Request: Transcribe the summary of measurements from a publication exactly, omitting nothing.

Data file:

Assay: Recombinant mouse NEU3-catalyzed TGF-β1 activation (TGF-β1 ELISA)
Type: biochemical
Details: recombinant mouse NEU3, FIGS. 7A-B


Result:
Assay: Recombinant mouse NEU3-catalyzed TGF-β1 activation (TGF-β1 ELISA)
Type: biochemical
Details: recombinant mouse NEU3, FIGS. 7A-B